ABOUT womenweave: One of our leading partners in hand-spun and hand-woven fabrics is Women’s Weave. They are an organisation dedicated to female empowerment, the alleviation of poverty alleviation, and sustainable production. The mission of Women's Weave is to work towards overcoming the vulnerability of females in rural areas and to support them in training and employment; making handloom a life-improving activity as a profitable and dignified work and income for women. Since it began, in 2007, Women's weave has trained more that 160 women in weaving and in spinning.
Based in Maheshwar in central India, Women's Weave offer high quality training to ensure that women are well prepared for future employment opportunities. All employees are trained in the artistry of spinning and weaving to give them production fluency; this usually takes around three months. Afterwards, the women have the option of further training to develop and advance their skills. Around 90% of the female employees at Women's Weave were previously labourers working in the fields, earning only 60 Rupees a day.
The organisation also seeks to provide employment for those who are divorced, widowed or handicapped, typically with no family income. This is very valuable support for highly-disadvantaged women in a visibly patriarchal society. Women's Weave is committed to fair wages, flexible working hours, regular breaks, and child and health care. We visited their operation in April 2018, to consider new fabrics for our next collection and were impressed and moved by the dedication and passion of all the workers we met there. We proposed to work conscientiously with the organisation, utilising their skills and carefully selecting fabrics for our garments.
Women's Weave follow a holistic approach in their business ethos: transparent supply chains, and locally-sourced cotton, ginning and natural dyeing. Such sustainable methods ensure everything is ecologically-minded and benefits the local workforces.
OUR PRODUCTION VISIT : Having worked with women’s weave since the brand origin, we felt it essential to visit the centre and experience first-hand the amazing cloth they create for our collections and what they've achieved for the women working there.
Situated in central India, Maheshwar a river side town is set amongst rural villages and the most beautiful fort. I felt like we'd stumbled on an unknown secret, peaceful place. With Sadhu's washing along the river and the strong presence of female empowerment, you could feel it' spiritual significance.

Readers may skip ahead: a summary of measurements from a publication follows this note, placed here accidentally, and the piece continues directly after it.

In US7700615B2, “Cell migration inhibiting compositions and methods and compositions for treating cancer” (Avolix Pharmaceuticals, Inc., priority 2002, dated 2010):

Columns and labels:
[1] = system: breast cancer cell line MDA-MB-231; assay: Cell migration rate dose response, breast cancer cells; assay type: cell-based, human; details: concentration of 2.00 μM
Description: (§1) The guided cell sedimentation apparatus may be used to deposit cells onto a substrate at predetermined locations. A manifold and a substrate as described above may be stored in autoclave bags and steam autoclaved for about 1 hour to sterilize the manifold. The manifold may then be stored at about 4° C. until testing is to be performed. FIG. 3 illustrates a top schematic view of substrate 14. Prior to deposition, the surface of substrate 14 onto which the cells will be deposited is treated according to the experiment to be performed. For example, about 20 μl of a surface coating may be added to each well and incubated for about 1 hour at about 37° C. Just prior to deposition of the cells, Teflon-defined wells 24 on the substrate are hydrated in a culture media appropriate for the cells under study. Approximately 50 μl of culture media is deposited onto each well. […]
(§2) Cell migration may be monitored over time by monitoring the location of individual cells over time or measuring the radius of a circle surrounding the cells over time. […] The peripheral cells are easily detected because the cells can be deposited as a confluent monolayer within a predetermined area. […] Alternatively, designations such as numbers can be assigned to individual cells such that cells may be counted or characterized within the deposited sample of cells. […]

It soon dawned on me on the production trip that Maheshwar wasn’t a renowned place and whilst talking to many people all around India, most of them had never heard of it or of it's location.We realised getting there may not be the easiest trip with long buses, car drives and rickshaw’s but this made it all the more exciting. The bus journey from Jodphur to be exact was 17 hours, dishevelled with barely any sleep and no food when we finally jumped very quickly off the moving bus and then got in a taxi for another 3 hours. Still when we arrived outside women weave and could hear the clacking of looms upstairs all my excitement came flooding back and I remembered just how important this moment was.
We were greeted with open arms and warm welcomes. It’s a really significant and exciting moment to be standing in a work place full of women confident, happy and content, especially in such a rural place in India. I have been used to and expected the women to be shy and cautious of our presence at first however they were anything but, it seemed work here had brought them self-assurance.
Using my broken Hindi we moved round and sat with the women weaving and spinning all day. I felt it inherent to experience, watch slowly the methods used and to talk to the females there about their work and lives.
Women of all ages sat in the room from 18 to women in their 60’s, all helping one another and all incredibly focussed on their daily weaving ritual. I felt total admiration for the spinning and weaving, it’s one thing knowing the process is a slow one, it’s another watching the patience and integrity they have with their work. All of them had an affinity with what they were doing and proud to show us what they were fabricating.
My main admiration was for the women spinning the raw cotton into yarn by hand, it was extremely hot and they told me of how their arms hurt from winding the machine by hand to spin the threads. I tried it out myself for all of a minute and my arm instantly ached from the force. However, this didn’t discourage them, they were clearly strong, happy and proud of this job.
We spent the remainder of the afternoon with the on-sight nursery and after school club for the women’s children. This allows the women to work knowing their children are being looked after and fed.
The older children continue to learn and do homework, we had difficult conversations about how most of the children in the area leave school before the age of 12, either to work or for marriage. Unfortunately for many rural areas with poverty, education doesn’t serve them.
However, this confirmed to us again why organisations such as women’s weave are not only vital for the female employees but for the families and communities involved to encourage education, vocational skills and significant, sustainable work. Previous to this all of the women were labourers doing field work out in the hot sun, which is tiring and intensive earning as little as 65p a day.
Although a long way to go I feel so intensely that this is what empowerment is and what the fashion industry should support.
Thoughts by Gracie Sutton, AK Threads founder during ED3 Production trip 04//18